Donald Trump has entered the presidential race, with a lot of criticism coming from all sides. There is something that I like about Trump only because the establishment is so bothered by him. They are attacking him more at this point than Rand Paul.
If nothing else, Trump’s entry into the race should be entertaining. He will get the mudslinging going strong. He also has no trouble criticizing other Republicans such as George W. Bush. Just because of his seeming honesty, I think he is going to resonate with at least some people.
Unfortunately, when it comes to economics, Trump is terrible. He may be a good businessman, but it doesn’t make him knowledgeable in the field of economics.
He recently attacked China for stealing U.S. jobs and devaluing their currency. In speaking about Americans looking for work, Trump said, “They can’t get jobs, because there are no jobs, because China has our jobs and Mexico has our jobs.”
Trump said that with China devaluing its currency, they “make it impossible for our companies to compete, impossible. They’re killing us.”
This is just bad economics. I agree that China should not devalue the yuan, but that is for the sake of the Chinese people. This actually subsidizes Americans by making imports cheaper. It means that poor Chinese consumers are subsidizing relatively rich American consumers.
It is also rather hypocritical to criticize the Chinese for devaluing the yuan without criticizing the Federal Reserve. The Fed has quintupled the monetary base since 2008. And over the last 100 years of the Fed’s existence, the dollar has been depreciated by well over 95%.
After Trump’s comments, a spokesman for the Chinese Foreign Ministry, Lu Kang, responded. He said, “Economic and trade cooperation between China and the United States has grown to such an extent today that it has become like ‘You are among us and we are among you.'”
He also said, “It’s a two-way win-win situation. Such trade has actually given the two sides great benefits.”
So for whatever faults I can find in the economic central planners of China, this statement is rather accurate. Apparently the Chinese central planners understand economics better than Donald Trump, or else they are just less prone to demagoguery.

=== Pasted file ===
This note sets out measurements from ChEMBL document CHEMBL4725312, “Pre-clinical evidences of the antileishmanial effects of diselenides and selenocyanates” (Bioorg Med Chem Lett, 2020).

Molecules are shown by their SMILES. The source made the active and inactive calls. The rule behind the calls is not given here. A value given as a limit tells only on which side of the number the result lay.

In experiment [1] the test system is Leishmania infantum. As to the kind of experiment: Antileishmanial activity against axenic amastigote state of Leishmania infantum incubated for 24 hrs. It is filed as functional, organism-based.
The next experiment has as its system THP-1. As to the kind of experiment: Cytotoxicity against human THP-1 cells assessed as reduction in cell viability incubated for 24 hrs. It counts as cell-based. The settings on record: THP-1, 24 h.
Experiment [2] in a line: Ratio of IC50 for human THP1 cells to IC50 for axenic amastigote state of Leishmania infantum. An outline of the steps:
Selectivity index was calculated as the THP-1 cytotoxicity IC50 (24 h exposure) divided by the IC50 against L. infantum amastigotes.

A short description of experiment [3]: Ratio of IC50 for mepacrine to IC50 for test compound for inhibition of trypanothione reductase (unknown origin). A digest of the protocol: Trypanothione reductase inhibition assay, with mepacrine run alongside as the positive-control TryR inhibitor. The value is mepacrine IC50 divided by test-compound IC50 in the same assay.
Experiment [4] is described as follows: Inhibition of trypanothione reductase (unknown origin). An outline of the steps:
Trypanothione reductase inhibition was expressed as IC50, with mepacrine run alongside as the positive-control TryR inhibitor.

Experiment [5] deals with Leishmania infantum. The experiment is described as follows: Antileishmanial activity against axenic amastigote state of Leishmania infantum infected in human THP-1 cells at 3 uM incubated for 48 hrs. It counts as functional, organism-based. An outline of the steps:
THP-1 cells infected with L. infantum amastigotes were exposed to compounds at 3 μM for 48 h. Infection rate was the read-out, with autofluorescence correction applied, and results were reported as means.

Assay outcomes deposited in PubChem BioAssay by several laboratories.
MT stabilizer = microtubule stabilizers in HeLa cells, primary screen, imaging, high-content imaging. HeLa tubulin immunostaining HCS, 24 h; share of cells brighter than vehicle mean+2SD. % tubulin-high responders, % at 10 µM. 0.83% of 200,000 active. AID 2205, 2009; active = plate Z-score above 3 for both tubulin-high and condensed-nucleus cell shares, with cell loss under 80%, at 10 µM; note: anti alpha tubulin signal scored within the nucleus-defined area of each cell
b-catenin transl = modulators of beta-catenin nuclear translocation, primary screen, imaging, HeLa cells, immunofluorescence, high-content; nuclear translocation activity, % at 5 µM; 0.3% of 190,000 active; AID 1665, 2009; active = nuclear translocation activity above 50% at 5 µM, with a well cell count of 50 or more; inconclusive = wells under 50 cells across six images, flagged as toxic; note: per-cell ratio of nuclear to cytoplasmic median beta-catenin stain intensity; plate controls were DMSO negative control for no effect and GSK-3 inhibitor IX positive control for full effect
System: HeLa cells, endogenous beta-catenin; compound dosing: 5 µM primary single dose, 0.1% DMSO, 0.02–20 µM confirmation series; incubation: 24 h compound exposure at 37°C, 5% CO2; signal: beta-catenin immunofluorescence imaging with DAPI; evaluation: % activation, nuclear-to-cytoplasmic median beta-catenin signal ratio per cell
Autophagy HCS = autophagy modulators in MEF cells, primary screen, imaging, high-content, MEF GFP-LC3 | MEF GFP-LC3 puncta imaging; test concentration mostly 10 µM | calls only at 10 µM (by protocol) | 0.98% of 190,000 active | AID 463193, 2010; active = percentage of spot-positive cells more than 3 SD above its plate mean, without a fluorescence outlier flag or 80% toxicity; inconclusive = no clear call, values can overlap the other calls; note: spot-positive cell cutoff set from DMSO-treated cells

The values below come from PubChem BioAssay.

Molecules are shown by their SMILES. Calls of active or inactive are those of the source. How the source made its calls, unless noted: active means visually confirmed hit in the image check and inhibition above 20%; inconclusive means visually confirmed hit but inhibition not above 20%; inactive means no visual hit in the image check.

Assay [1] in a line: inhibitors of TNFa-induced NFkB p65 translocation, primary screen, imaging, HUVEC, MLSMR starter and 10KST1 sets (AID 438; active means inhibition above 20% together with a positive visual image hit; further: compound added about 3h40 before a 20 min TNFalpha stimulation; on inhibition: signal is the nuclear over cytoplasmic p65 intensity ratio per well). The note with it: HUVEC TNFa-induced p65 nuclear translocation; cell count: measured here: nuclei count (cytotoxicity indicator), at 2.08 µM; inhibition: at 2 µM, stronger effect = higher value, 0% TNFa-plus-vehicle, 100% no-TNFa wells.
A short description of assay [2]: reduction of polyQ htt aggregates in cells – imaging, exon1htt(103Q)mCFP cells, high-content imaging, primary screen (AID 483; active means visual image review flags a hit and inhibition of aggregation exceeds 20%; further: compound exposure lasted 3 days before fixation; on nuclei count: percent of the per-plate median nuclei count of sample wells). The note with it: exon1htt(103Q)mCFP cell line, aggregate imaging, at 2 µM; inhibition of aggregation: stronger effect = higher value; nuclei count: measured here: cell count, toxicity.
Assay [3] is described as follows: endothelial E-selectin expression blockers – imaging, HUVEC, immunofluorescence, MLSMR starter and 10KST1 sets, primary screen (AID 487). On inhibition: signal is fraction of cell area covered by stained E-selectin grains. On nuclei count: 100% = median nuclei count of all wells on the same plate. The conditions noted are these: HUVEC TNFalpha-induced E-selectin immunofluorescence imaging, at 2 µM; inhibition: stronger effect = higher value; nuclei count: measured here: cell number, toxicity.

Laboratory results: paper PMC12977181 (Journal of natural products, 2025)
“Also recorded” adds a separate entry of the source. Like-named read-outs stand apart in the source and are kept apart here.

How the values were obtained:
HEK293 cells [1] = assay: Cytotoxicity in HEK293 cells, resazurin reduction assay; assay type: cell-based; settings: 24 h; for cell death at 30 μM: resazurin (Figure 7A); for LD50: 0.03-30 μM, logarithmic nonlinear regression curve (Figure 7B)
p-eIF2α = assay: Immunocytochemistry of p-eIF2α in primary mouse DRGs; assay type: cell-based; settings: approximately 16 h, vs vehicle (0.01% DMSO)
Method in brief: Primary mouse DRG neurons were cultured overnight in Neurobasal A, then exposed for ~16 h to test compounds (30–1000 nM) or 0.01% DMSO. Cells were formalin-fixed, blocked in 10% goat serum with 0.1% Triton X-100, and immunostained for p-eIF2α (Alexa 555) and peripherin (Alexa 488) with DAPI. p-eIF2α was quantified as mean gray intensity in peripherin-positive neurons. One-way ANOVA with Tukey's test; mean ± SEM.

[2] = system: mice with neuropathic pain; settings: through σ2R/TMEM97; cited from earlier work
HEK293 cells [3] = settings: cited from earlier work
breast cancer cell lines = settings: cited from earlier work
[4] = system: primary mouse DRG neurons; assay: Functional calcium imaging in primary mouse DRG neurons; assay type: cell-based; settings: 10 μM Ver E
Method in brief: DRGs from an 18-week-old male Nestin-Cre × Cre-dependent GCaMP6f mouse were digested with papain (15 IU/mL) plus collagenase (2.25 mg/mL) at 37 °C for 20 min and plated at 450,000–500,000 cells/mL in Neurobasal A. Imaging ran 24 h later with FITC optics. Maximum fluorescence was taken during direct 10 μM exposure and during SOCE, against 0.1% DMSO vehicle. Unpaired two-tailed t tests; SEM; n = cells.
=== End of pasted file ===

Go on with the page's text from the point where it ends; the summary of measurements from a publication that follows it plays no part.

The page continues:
China doesn’t “steal” jobs. China is a country. There are Chinese workers who do work for American companies. There are Chinese companies and Chinese workers who manufacture products that are sold to Americans.
This benefits Americans on the whole. If Apple has Chinese workers making i-Pads, it benefits Americans because they are more affordable. Would Trump rather have those jobs here (if they would even exist here) and have i-Pads selling for $100 more than they are? It may not matter to him with his billions of dollars, but it matters to middle-class Americans.
Buying products made by Chinese workers is really no different from someone in California buying products from a worker in Virginia. These are just imaginary borders. The only difference with China is that the Chinese use a different currency. But if they want to devalue it, that is their problem.
The liberalization of the Chinese economy over the last three decades has been a huge benefit to Americans. It has been a bigger benefit to the Chinese, as hundreds of millions of people have moved out of severe poverty. It doesn’t mean China is a capitalist country now, but it is far better off than it was. And we are better off for it.
If Trump is worried about American companies shifting jobs overseas (which isn’t a bad thing, if done in a free market), then he should start by advocating a massive reduction in taxation and regulation. If you cut corporate taxes and income taxes (including payroll taxes), then this goes a long way to helping employment and wages.
If the U.S. had a much more free market environment, then we would be hoping for a lot of jobs to be filled in China and elsewhere. It would make us that much richer. It would just be an issue of comparative advantage.
In a free market environment, unemployment is not a problem. There is always work to be done as long as we don’t live in a world filled with robots that can do everything. The key is to have jobs that add to productivity and to our overall happiness.
Ultimately, we don’t want more jobs. We want more wealth. You would think Trump would understand a thing or two about wanting more wealth.